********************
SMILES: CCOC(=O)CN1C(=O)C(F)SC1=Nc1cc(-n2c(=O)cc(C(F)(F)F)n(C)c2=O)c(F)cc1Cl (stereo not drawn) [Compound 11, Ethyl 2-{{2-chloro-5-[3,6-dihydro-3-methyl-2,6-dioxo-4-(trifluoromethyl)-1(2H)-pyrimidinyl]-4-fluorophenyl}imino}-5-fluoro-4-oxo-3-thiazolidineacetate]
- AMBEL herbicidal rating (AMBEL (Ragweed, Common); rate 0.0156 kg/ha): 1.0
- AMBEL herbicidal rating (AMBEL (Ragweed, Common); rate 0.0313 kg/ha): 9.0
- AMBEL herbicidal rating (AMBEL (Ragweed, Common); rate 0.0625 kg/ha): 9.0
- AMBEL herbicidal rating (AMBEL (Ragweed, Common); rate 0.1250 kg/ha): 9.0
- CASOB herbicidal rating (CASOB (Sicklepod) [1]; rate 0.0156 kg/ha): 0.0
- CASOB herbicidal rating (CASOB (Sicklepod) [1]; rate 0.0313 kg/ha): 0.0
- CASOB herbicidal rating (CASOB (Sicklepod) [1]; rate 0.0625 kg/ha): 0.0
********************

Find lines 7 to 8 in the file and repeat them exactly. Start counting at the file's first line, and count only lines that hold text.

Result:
- CASOB herbicidal rating (CASOB (Sicklepod) [1]; rate 0.0313 kg/ha): 0.0
- CASOB herbicidal rating (CASOB (Sicklepod) [1]; rate 0.0625 kg/ha): 0.0